Dive enthusiasts scale the
Key Largo couple tackle Mt.
|Ric and Janet Altman take a quick break
on a steep snow-covered slope at Mt. Rainier in
Washington state. A fall could mean a slide into a
crevasse. For more photographs and details on Ric and
Janet Altmans' attempts to climb Mt. Rainer, see their
courtesy JANET and RIC ALTMAN
altitude-induced exhaustion, the bone-chilling cold and very real
danger of plunging into an icy crevasse, Ric and Janet Altman have a
hard time themselves explaining their 'obsession' with conquering
'It's not fun when you're up there,' said Janet.
'There were times we looked at each other and said, who's idea was
In July, on their fifth attempt in five years
at climbing the 14,410 feet to reach Mt. Rainier's snow-covered
summit, the Altmans saw the view from the top.
'The scenery is one reason we do it. It's something
you can't see anywhere else,' said Ric. 'This biggest draw is
probably that it's so completely different from everyday
Especially when that everyday life is running a dive
shop in balmy Key Largo, where elevation above sea level gets
measured in inches.
To take a break from the dive business,
the Altmans got into recreational cave exploring several years ago.
Caving skills helped Janet overcome a lifetime fear of heights, and
Ric had always been curious about mountain climbing.
After attending a five-day mountaineering school in
Alaska, the Altmans considered themselves ready to take on Mt.
Rainier in September 1999.
|The last sleep before mounting an
assault on the Mt. Rainier summit comes in a small tent
perched precariously on a rock-and-snow covered slope.
Photos courtesy JANET and RIC ALTMAN
A naive notion, said Ric. 'We
grossly underestimated the mountain.'
The exhausting physical
demands of the climb, compounded by altitude, proved overwhelming.
'Your legs feel like lead. You can barely move,' Ric
said. 'At 11,000 to 13,000 feet, you're completely trashed by the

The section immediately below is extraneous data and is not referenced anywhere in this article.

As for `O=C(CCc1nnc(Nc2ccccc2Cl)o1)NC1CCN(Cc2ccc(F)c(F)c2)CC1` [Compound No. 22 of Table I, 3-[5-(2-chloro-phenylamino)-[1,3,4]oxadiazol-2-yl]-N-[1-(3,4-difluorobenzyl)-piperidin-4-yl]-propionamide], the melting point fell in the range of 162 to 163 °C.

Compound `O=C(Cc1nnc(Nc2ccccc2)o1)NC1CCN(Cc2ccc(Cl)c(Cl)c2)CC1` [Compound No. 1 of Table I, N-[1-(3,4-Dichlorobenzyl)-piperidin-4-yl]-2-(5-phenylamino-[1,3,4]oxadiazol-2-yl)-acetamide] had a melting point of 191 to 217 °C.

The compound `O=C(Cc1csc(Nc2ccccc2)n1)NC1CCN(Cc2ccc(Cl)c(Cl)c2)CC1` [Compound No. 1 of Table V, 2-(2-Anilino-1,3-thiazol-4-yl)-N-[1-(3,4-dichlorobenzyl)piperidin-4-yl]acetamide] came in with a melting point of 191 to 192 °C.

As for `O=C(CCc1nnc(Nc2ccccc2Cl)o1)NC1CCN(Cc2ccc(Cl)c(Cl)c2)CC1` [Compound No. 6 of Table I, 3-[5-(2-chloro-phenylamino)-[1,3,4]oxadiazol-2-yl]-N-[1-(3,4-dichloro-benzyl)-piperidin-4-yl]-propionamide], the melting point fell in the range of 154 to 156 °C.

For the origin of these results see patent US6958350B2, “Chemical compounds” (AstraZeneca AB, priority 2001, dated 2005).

|Looking back over their shoulders, the
Altmans see the cold, rocky terrain covered in climbing
Mt. Rainier. 'We don't have pictures of the really scary
stuff,'Janet says. 'That was no time to be taking the
Added Janet, 'You have to eat, but you have no
Four times over the next years, the Altmans
crossed the country to Washington and started up Rainier. Four times
they turned around.
'You get to a point where you're trashed, and you stop
to think: Can I get through this safely?' recounted Janet. 'You
swear to yourself that you'll never do this again.'
generally is not considered the most formidable mountaineering
challenge in the U.S., but it's on the list. A local climbing firm
warns of risks including 'avalanche, ice fall, rock fall, crevasse
fall, inclement weather, high winds and severe cold.'
Ric, 'You need to stop and rest but you can't because it's too
steep, too scary. You say, I'll never put myself in this kind of
A climb to the top of Rainer typically takes
about three days: a hike through woods to reach the base camp, then
a trek to another camp far up the mountain, all while carrying a
pack weighing about 55 pounds. 'You've got all your outer gear,
ropes, heavy boots, crampons [boot spikes for ice climbing],
sleeping bag, tent, and all the food you're going to need,' Janet
The final push up the last several thousand feet, up
steep snow-and-ice covered slopes to the summit, often begins at
'The goal is reach the summit by dawn,' Ric
explained. 'The ice is frozen at night. Once the sun starts hitting
everything, the risks increase. Rocks become unfrozen and there's
more danger of an avalanche.'
The Altmans gained experience
on each attempt at Rainier, and on successful climbs of somewhat
lesser peaks. They worked on conditioning, strapping on dive weights
to repeatedly climb the stairs of their Keys home.
making their fifth attempt in July, the Altmans spent a week
climbing in Colorado, getting their bodies used to the
With climbing partner Chris Molling of Homosassa
('He's a motivational speaker,' Ric Smiled. 'What could be
better?'), the Altmans finally reached the Rainier summit on their
'About two hours from the summit, we
realized we were going to make it this time,' Janet said.
view was indeed grand, said Janet, 'but it was cold and very windy.
We couldn't stay long.'
They reached the peak at mid-morning,
'which is late to be summating,' said Ric. 'We had to get back
The sense of achievement was tempered by weariness and
some melancholy. They remembered well the long hours of frigid
'We'd been working toward this for six years,' Janet
said. 'It took about three weeks, but then we said, you know, that